What Is the Difference Between Professional Values and Ethics?

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Values are subjective guidelines that people use to decide which things are good and which are bad. Something that lives up to a value is considered good while anything that fails to live up to that value is considered bad. Ethics, on the other hand, are guidelines for conduct. A group of professions will generally agree on a formal or informal set of ethical guidelines and take breaches of these guidelines very seriously.

Sources

  • Values and ethics come from different sources. A person's values come from his own experiences and reflections, whereas a person's ethics come from whatever group he belongs to. If John dislikes the fact that he had to wait 30 minutes at a restaurant for a meal, then the service at the restaurant did not live up to his value of speedy service. If John has to wait 30 minutes for a meal at a restaurant called "Andy's 15 minute service restaurant" and did not receive some compensation, then the restaurant staff or management violated the ethical principle of honesty.

Judgment

  • Values and ethics are judged differently. A professional does not typically reprimand another professional for failing to adhere to a set of values. Ethics, on the other hand, are binding on everyone. Violations of an ethical code will not usually be tolerated in a professional working environment. A person who commits an ethical violation may be reprimanded or penalized.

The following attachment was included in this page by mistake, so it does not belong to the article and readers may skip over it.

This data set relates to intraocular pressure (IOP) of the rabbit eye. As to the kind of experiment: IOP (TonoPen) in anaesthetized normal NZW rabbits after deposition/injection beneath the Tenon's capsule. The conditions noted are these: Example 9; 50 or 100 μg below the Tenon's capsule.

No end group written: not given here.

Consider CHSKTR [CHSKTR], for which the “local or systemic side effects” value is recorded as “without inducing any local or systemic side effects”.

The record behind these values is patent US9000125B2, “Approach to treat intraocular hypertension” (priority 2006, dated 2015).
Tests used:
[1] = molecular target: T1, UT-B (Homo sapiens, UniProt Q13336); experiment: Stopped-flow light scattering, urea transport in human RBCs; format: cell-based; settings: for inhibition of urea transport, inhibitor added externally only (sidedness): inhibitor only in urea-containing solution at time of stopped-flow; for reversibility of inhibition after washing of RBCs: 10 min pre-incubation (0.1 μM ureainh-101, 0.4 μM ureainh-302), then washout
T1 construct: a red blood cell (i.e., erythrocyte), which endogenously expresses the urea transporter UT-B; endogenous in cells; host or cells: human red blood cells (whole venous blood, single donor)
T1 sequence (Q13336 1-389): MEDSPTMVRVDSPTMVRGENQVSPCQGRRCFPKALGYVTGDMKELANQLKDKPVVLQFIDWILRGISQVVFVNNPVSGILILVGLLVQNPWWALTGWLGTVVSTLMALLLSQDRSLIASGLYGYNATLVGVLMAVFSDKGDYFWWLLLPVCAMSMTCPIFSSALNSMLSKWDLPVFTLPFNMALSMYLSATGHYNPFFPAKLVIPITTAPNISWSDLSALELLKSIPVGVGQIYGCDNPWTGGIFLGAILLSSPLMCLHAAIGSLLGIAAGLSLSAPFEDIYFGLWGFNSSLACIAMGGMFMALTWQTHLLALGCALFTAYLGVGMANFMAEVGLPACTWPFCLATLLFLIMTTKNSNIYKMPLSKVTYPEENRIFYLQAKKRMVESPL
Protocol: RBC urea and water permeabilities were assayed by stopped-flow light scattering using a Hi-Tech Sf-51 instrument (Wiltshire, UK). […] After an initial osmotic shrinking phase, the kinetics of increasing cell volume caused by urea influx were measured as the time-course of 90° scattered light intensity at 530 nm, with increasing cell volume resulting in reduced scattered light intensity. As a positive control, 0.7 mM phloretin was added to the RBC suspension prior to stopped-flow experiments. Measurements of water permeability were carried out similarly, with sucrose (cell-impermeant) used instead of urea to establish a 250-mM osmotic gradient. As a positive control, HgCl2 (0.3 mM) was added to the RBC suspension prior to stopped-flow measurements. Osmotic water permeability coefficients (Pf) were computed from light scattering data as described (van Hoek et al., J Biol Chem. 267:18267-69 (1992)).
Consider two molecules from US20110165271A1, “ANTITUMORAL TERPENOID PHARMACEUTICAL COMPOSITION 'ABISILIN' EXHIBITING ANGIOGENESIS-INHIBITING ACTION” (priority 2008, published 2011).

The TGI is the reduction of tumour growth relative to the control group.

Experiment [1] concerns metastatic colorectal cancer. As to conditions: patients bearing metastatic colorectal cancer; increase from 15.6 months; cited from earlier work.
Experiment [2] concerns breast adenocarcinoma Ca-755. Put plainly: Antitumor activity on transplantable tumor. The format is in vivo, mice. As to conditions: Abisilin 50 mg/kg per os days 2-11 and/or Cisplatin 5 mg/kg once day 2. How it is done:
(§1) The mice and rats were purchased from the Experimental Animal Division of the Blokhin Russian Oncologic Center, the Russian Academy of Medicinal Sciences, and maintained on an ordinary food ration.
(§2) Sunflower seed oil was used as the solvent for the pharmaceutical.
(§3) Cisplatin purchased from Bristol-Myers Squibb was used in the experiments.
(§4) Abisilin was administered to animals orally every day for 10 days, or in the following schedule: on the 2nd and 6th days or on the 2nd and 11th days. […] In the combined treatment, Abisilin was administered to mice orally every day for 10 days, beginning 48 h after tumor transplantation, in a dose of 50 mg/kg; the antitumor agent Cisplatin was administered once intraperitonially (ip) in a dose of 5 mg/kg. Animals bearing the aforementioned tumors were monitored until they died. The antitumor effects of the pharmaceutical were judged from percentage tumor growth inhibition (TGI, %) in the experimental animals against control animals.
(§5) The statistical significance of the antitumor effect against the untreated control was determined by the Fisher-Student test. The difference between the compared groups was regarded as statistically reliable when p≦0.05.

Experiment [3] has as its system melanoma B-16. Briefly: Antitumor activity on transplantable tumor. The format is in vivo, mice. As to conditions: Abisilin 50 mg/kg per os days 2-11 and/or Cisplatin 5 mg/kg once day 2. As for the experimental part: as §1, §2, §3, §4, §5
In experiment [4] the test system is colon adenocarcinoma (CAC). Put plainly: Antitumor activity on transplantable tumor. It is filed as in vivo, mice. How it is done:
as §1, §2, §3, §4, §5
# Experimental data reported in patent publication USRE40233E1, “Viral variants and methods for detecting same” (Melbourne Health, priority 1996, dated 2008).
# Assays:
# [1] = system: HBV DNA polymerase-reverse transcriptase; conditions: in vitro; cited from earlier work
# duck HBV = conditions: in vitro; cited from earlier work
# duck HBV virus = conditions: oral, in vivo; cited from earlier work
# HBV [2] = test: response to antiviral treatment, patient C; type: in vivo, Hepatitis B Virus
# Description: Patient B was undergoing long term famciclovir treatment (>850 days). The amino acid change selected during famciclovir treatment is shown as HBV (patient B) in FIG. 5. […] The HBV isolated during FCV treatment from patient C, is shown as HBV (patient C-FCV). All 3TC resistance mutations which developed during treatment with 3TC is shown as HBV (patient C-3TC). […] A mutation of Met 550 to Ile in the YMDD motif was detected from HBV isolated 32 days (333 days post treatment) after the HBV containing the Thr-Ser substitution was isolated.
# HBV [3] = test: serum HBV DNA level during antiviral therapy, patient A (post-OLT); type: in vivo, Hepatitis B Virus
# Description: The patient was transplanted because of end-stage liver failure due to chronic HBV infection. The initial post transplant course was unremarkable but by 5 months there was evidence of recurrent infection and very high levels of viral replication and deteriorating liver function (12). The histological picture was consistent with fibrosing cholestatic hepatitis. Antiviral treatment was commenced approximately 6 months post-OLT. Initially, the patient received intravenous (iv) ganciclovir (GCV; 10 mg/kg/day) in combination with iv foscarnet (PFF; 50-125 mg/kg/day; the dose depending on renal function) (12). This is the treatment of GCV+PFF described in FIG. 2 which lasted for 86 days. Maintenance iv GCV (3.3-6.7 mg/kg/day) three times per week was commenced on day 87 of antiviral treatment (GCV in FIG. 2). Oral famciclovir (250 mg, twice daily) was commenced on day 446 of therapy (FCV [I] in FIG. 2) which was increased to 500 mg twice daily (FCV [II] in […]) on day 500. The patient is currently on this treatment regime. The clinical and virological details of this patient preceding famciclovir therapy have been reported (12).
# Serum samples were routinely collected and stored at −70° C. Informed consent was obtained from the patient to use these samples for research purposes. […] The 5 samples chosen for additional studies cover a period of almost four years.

Formality

  • Values are informal, whereas ethics may be formalized. A professional may write and even publish her values, but such a document would be of zero force outside of the professional's mind. An ethical code, on the other hand, may serve as a kind of "internal law" for a company, a document that prescribes rules, regulations and procedures that are binding on all employees.

Consistency

  • Values are ideals, whereas ethics are practices. A professional's values are consistent when he is free from internal contradictions while a professional's ethics are consistent when he does not contradict his morals. For example, a person who claims to value honesty and deception at the same time has inconsistent values. On the other hand, employees of a business that has an ethical code prescribing complete honesty within the business but not with competing businesses are ethical as long as they are honest with colleagues.

References

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